Countless people before him, many rappers included, have already lamented what Eminem lamented. The difference here was that it was Eminem who was saying it; an Eminem whose legend within rap annals is so engrained, his election (no pun intended) into any socio political debate is consumed much differently than anyone else.
His election into that arena is consumed so differently, in fact, that people completely disregard the musical merits of the freestyle as an actual rap and instead infuse greatness into it because they love the message so much. People were genuinely applauding the freestyle as if it were the caliber of Kendrick Lamar’s cypher from a few years ago. It wasn’t even close to that.
What we are in this immediate, social media-obsessed generation is a hive of group-thinkers who simply go along with the popular agenda that is being fed to us by those whom we have been subconsciously controlled to look to for leadership.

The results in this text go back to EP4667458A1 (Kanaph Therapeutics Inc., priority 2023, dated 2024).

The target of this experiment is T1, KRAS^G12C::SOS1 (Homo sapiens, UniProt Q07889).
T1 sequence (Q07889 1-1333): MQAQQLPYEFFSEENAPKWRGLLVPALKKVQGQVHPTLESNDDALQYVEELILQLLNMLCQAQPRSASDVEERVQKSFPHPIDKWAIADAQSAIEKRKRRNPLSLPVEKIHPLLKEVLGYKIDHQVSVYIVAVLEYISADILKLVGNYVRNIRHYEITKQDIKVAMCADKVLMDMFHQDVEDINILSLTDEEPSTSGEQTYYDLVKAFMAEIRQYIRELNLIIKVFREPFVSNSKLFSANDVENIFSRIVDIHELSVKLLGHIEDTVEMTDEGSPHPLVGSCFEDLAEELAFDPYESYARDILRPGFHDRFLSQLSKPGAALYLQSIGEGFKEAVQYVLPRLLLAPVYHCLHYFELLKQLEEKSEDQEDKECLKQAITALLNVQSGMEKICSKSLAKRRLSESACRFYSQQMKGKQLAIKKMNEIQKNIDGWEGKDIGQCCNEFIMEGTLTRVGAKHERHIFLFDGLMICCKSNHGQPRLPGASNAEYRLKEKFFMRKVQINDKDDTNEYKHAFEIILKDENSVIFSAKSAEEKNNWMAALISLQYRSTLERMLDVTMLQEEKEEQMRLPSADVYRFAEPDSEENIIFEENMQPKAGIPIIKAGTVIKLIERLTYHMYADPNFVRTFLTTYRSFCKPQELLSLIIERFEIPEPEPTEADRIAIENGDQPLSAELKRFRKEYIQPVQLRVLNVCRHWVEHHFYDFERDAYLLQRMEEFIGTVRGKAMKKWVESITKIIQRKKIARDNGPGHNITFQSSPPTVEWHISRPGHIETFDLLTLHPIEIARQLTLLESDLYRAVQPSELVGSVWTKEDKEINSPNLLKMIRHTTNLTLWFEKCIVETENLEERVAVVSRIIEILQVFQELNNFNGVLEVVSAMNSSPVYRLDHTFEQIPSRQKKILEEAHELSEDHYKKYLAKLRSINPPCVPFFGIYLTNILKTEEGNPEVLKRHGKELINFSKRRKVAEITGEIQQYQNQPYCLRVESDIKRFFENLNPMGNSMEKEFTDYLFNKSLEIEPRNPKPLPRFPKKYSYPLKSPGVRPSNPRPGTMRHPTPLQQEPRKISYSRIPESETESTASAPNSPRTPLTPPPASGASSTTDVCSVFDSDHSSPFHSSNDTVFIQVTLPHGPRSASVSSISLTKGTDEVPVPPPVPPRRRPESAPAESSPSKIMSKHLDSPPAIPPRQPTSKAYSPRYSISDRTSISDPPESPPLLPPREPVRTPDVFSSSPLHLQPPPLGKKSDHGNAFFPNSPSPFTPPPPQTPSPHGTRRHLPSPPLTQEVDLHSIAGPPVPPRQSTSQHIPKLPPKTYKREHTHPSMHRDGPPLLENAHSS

This is especially true in minority and poor communities. Because we have no examples of actual leadership figures to look to in our immediate upbringings, we are subliminally directed towards rappers, athletes, and entertainers to tell us how to think largely because their backgrounds, before fortune and fame, were similar to our own.
If they say that Trump is evil, we must also believe that Trump is evil without doing independent research to make our own assessments. These messages get blasted on social media, and before you know it, what we have is a colony of group-thinkers who will bask in anything anti-Trump that comes along. Couple this with the larger-than-life namesake that Eminem carries with him, and you have what amounts to a cult following that will cosign a bad freestyle as a good one simply because the narrative is in tune with what they believe.